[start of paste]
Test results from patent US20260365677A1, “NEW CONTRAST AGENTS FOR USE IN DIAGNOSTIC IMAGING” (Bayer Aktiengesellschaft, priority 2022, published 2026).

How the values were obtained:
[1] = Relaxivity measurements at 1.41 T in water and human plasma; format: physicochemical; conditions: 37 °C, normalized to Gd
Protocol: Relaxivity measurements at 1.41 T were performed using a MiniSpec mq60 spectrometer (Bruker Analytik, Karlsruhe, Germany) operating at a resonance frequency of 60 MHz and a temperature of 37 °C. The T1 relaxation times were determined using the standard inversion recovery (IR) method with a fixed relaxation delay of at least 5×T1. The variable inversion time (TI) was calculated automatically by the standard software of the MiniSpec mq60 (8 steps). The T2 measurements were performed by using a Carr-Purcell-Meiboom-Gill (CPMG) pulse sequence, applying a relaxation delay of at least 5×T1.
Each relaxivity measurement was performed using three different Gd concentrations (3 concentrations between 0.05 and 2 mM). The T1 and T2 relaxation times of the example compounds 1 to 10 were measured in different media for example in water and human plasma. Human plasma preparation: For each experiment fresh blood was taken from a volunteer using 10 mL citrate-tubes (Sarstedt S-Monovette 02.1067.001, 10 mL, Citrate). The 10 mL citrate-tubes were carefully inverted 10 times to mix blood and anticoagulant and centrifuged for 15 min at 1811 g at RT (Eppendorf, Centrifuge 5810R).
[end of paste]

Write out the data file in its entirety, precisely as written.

Test results from patent US20260365677A1, “NEW CONTRAST AGENTS FOR USE IN DIAGNOSTIC IMAGING” (Bayer Aktiengesellschaft, priority 2022, published 2026).

How the values were obtained:
[1] = Relaxivity measurements at 1.41 T in water and human plasma; format: physicochemical; conditions: 37 °C, normalized to Gd
Protocol: Relaxivity measurements at 1.41 T were performed using a MiniSpec mq60 spectrometer (Bruker Analytik, Karlsruhe, Germany) operating at a resonance frequency of 60 MHz and a temperature of 37 °C. The T1 relaxation times were determined using the standard inversion recovery (IR) method with a fixed relaxation delay of at least 5×T1. The variable inversion time (TI) was calculated automatically by the standard software of the MiniSpec mq60 (8 steps). The T2 measurements were performed by using a Carr-Purcell-Meiboom-Gill (CPMG) pulse sequence, applying a relaxation delay of at least 5×T1.
Each relaxivity measurement was performed using three different Gd concentrations (3 concentrations between 0.05 and 2 mM). The T1 and T2 relaxation times of the example compounds 1 to 10 were measured in different media for example in water and human plasma. Human plasma preparation: For each experiment fresh blood was taken from a volunteer using 10 mL citrate-tubes (Sarstedt S-Monovette 02.1067.001, 10 mL, Citrate). The 10 mL citrate-tubes were carefully inverted 10 times to mix blood and anticoagulant and centrifuged for 15 min at 1811 g at RT (Eppendorf, Centrifuge 5810R).